as follows : H. Cobb received 62 ; Winthrop, 102 ;
Richardson, 28 ; Wilmot, 7; Potter, 18 ; Gentry, 5 ;
McClernand, 1 ; Booth, 1 ; and Featherston, 1.
The changes on this vote were as follows ; How
ard for Richardson; Dunham, W. J. Brown, and
Morris for Potter ; Holmes for Featherston ; McMul
len and Wentworth for Cobb.
No choice, and the House voted the twenty-first
time, as follows : H. Cobb received 66 ; Winthrop,
102; Richardson, 23 ; Wilmot, 7; Potter, 19; Gen
try, 5; and McClernand and Hall, one each.
On this ballot the changes were as follows : Messrs.
Ashe, A. G. Brown, Cable, Featherston, Fuller, Ham
mond, Jacob Thompson, and Dunham, for Cobb ;
Messrs. Albertson, Fitch, and Wentworth, for Pot
ter; Holmes for Hall.
No choice having been effected, the House voted
the twenty-second time, as follows : H. Cobb receiv
ed 65 ; Winthrop 102 ; Richardson, 23 ; Wilmot, 7;
Potter, 18; Gentry, 5 ; Strong, 2; and Morse, Mc
Clernand, and Booth, one each.
On this ballot the changes were as follows; Mc
WiHie for Cobb ; Dunham for Potter; Wentwoith
and Bingham for Strong;. Hammond for Richardson;
Holmes for Morse.
No choice. . On motion, the House adjourned.
Saturday, December 8.
Mr. Pearce presented the credentials of the Hon.
David Stewart, appointed a senator from the State
of Maryland, by the governor of that State, in place
of the Hon. Reverdy Johnson, resigned ; which were
read, and the oath prescribed by law having- been ad
ministered to Mr. Stewart at the hands of the Vice
President, he took his scat in the Senate.
There being no business before the Senate, after
an interval of a few minutes, on motion by Mr. Dick
inson, the Senate adjourned.
After the reading of the Journal the; House pro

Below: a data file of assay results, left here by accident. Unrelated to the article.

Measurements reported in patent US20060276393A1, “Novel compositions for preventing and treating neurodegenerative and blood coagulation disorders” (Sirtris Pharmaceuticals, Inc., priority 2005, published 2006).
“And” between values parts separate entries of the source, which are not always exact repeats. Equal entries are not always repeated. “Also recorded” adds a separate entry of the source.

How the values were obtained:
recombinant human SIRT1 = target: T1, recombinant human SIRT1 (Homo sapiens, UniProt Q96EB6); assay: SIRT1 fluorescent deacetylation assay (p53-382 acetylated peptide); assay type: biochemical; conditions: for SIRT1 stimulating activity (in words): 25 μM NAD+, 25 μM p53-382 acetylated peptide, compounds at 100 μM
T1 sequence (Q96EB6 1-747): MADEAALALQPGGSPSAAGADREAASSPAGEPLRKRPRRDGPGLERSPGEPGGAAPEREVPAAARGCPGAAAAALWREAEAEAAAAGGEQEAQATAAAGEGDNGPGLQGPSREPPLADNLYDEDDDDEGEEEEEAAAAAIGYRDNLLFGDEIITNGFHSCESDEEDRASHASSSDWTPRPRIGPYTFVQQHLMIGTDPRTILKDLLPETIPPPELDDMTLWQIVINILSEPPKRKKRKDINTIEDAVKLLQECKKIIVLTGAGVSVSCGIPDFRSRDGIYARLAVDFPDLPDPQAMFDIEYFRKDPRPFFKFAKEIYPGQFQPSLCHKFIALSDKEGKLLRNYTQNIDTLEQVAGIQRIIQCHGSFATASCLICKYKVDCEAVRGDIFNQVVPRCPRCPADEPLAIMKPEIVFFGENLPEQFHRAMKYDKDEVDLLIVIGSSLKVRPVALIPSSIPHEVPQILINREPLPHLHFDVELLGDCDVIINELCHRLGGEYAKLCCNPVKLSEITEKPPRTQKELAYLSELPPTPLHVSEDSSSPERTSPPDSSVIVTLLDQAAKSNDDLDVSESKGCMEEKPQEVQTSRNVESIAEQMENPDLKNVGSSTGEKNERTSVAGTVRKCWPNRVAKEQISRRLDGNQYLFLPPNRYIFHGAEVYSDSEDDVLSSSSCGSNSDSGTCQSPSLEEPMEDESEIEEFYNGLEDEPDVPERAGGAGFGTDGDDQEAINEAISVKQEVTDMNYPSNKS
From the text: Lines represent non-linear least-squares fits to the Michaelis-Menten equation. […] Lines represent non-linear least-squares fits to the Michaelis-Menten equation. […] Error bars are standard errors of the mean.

ceeded with the 23d ballot for Speaker, with the fol
lowing result : Howell Cobb received 31 ; Winthrop,
102; Potter, 29 ; Richardson, 23 ; Strong, 5 ; Boyd,
3 ; Miller, 5 ; James Thompson, 1 ; Wilmot, 7; Thom
as, 1 ; Disney, 2 ; McClernand, 2 ; McDowell, 3 ;
Inge, 1 ; Booth, 1 ; Gentry, 4 ; Meade, 2; Bayly, 2.
Those who changed their votes on this ballot were
as follows: Messrs. Featherston, McQueen, and
Howard, for Cobb ; Messrs. Boyd, Cable, Disney,
Hoagland, Leffler, Robbins, Ross, James Thompson,
Wm. Thompson, . Walden, Wentworth, and. Wil
drick, for Potter; Messrs. Bowlin, Gorman, Mc
Clernand, Millson, and Parker, for ' Richardson;
Messrs. Gerry, Hibbard, Peaslee, and Stetson, for
Strong; for Boyd, Messrs. Bowden, .Cobb, and T.
L. Harris ; for Miller, Messrs. A. G. Brown, S. W.
Harris, McMullen, Venable, and- Bayly: for James
Thompson, Dimmick; for McClernand, Ewing; for
Thomas, McDowell; for Inge, Holmes; Meade and
Wallace for JJrr ; Richardson and Robinson for Dis
ney ; Welborn and Hackett for Bayly ; ahd Job Mann,
McLanahan, and Strong for McDowell.
No choice. The House roted ag.n as ; follows i
Winthrop received 103 ;;II. Cobb, 16 ; Pj"; ;
Boyd, 14 ; Richardson, 16 1 Wilmot, 7 ; Miller, 8
String; 5 ; Green, 1 ; Thomas, 1 1 MeDji 2
Gentry. 5; Disney, 1 ; Bayly 3 ; McClernand, 1 ,
Booth, 1 ? and Meade, 2. ,v, ; " J,nt
Those who changed their votes on this ballot
were as follows: Messrs. Bingham, Bjiel.U. A.
Caldwell, Dimmick, Ewing, Fuller, :GMw